Computer Security  CS 426 Lecture 6

Computer Security CS 426 Lecture 6 PowerPoint PPT Presentation

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CS426. Fall 2007/Lecture 6. 2. Readings for this lecture. This lecture is mostly based on Software Security: Building Security In"Addison-Wesley, Gary McGrawOther useful reference booksThreat Modeling, Frank Swiderski

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Computer Security CS 426 Lecture 6

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1. CS426 Fall 2007/Lecture 6 1 Computer Security CS 426 Lecture 6 Building Secure Software

2. CS426 Fall 2007/Lecture 6 2 Readings for this lecture This lecture is mostly based on “Software Security: Building Security In” Addison-Wesley, Gary McGraw Other useful reference books Threat Modeling, Frank Swiderski & Window Snyder Exploiting Software, Greg Hoglund & Gary McGraw

3. CS426 Fall 2007/Lecture 6 3 While the software security problem is growing The Trinity of Trouble connectivity connectivity extensibility complexity Code-level Bugs vs. Design-level Flaws 50/50

4. CS426 Fall 2007/Lecture 6 4 Three Pillars of Software Security Pillar 1: Applied Risk Management Pillar II: Software Security Touchpoints Pillar III: Knowledge

5. CS426 Fall 2007/Lecture 6 5 Risk Management Framework Understand the business context Identify the business and technical risks Synthesize and prioritize the risks, producing a ranked set Define the risk mitigation strategy Carry out required fixes and validate that they are correct

6. CS426 Fall 2007/Lecture 6 6 Tasks for Software Security Risk Management Create security abuse/misuse cases Listing nomative security requirements (and security features and functions) Performing architectural risk analysis Build risk-based security test plans Wielding static analysis tools Performing security tests Performing penetration testing in the final environment Cleaning up after security breaches

7. CS426 Fall 2007/Lecture 6 7 Seven Software Security Touchpoints [Software Security, Gary McGraw] Code review Architectural risk analysis Penetration testing Risk-based security tests Abuse cases Security requirements Security operations

8. CS426 Fall 2007/Lecture 6 8 An Example read(fd, userEntry, sizeof(userEntry); comparison = memcmp(userEntry, correctPasswd, strlen(userEntry); if (comparison != 0) return (BAD_PASSWD); strlen relies on read places a trailin zero password stored in clear may pass if userEntry starts zerostrlen relies on read places a trailin zero password stored in clear may pass if userEntry starts zero

9. CS426 Fall 2007/Lecture 6 9 Code Review with Static Analysis Tools Aims at finding bugs (rather than flaws) Three possibilities for code review manual analysis static source code analysis binary code analysis dynamic analysis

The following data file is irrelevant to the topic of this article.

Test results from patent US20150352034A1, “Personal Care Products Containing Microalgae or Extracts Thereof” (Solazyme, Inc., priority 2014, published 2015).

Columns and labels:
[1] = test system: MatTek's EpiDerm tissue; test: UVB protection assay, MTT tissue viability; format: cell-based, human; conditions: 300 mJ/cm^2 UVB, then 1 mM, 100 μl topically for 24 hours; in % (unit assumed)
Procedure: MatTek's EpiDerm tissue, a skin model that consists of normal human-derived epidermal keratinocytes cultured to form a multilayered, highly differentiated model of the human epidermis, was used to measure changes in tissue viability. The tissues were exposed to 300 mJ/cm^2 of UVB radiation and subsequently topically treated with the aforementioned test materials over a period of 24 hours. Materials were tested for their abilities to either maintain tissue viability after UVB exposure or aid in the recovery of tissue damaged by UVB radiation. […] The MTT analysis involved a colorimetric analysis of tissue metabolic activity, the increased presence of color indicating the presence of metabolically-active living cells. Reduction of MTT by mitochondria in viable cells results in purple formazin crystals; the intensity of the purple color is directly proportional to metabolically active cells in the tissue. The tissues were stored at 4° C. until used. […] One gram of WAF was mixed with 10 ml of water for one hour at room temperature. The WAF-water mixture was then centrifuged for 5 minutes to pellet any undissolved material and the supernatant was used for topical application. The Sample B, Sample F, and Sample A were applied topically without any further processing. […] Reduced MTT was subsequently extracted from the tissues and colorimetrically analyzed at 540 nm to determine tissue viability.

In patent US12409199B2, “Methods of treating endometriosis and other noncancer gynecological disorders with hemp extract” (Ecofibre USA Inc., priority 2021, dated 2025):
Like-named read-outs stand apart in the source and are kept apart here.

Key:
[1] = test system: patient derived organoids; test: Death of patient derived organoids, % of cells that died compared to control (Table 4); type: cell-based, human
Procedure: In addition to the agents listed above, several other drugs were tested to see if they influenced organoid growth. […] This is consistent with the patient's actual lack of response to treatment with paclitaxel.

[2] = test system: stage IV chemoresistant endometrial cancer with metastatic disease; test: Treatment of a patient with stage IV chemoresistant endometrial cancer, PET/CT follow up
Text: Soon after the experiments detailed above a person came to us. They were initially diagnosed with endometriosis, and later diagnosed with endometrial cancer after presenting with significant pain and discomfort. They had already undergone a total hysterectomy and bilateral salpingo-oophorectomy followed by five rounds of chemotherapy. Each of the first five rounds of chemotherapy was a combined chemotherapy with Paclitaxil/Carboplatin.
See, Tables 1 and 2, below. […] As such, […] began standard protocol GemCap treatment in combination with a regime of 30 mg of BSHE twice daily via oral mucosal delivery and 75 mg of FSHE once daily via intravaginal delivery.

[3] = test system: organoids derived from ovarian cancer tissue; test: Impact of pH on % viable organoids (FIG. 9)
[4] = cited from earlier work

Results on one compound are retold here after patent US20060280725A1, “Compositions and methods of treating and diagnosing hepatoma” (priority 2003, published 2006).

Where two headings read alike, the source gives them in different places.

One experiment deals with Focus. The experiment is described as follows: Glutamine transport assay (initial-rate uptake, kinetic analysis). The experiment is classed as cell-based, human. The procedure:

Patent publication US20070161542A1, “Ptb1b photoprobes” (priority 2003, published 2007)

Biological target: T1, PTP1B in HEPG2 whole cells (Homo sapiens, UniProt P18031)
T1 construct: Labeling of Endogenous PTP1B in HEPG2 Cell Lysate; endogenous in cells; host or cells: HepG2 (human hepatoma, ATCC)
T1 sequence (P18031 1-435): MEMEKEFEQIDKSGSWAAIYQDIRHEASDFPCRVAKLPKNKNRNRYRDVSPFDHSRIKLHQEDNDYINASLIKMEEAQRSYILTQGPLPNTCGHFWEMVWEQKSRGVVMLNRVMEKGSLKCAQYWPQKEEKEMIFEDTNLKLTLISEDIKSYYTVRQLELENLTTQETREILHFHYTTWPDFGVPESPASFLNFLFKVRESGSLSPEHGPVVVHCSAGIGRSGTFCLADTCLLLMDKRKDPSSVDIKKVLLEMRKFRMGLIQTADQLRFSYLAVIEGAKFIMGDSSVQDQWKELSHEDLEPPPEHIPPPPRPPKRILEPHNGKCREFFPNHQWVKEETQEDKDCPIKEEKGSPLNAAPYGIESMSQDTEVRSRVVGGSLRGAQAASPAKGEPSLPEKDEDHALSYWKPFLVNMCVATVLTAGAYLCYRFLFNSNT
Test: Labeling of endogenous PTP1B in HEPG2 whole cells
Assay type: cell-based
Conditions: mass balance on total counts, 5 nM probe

10. CS426 Fall 2007/Lecture 6 10 Approaches to source code analysis Use grep match a stream of letters against pattern lo-fidelity in terms of analyzing code meaning try “bug”, “XXX”, “fix”, “assume” Lexical analyzer match a stream of tokens against pattern Analyze the syntax tree Scope of analysis: Local analysis, Module-level analysis, Global analysis

11. CS426 Fall 2007/Lecture 6 11 Existing Tools: Research Prototypes BOON [Wagner et al. 2000] uses integer range analysis to check for buffer overflow CQual [Foster et al.] uses type qualifiers to perform taint analysis can detect format-string vulnerabilities, user/kernel pointer bugs xg++ [Ashcraft and Engler 2002] use compiler extensions to check for patterns, e.g., use data from untrusted source without checking first

12. CS426 Fall 2007/Lecture 6 12 Existing Tools: Research Prototypes The Eau Clair tool [Chess 2002] uses a theorem prover to check function implementations behave as expected MOPS [Chen and Wagner 2002] uses model checking to look for violations of temporal safety properties Splint [Larochelle and Evans 2001] (extends lint concept to security) developers can add annotations to help check for potential bugs

13. CS426 Fall 2007/Lecture 6 13 Commercial Tools Coverity Fortify Ounce Labs Secure Software

14. CS426 Fall 2007/Lecture 6 14 Architectural Risk Analysis: A Basic Risk Analysis Approach Aim at finding design-level flaws Start from some high-level model of the system (often include multiple tiers) Consider the threats who are likely to want to attack our system the risks present in each tier the kind of vulnerabilities that might exist in each component, as well as the data flow the business impact of such technical risks, were they to be realized the probability of such a risk bring realized any feasible countermeasures that could be implemented

15. CS426 Fall 2007/Lecture 6 15 An Example: Analysis of a Voting System Analysis of an Electronic Voting System Tadayoshi Kohno, Adam Stubblefield, Aviel D. Rubin, Dan S. Wallach Analyzes the Diebold electronic voting system AccuVote-TS DRE system, Oct 2000 - April 2002 Available on open ftp server Identified by activist Bev Harris Some zip files, cvs repository DMCA concern over zip “encryption” Available on New Zealand site

16. CS426 Fall 2007/Lecture 6 16 Problems found No authentication of smartcard to voting terminal Votes kept in sequential order Several glaring errors in cryptography e.g., Encrypted votes and audit logs #define DESKEY ((des_key*)"F2654hD4") Default Security PINs of 1111 on administrator cards Windows Operating System tens of millions of lines of code new “critical” security bugs announced frequently

17. CS426 Fall 2007/Lecture 6 17 Sample comment in code // LCG - Linear Conguential Generator // used to generate ballot serial numbers // A psuedo-random-sequence generator // (per Applied Cryptography, // by Bruce Schneier, Wiley, 1996)

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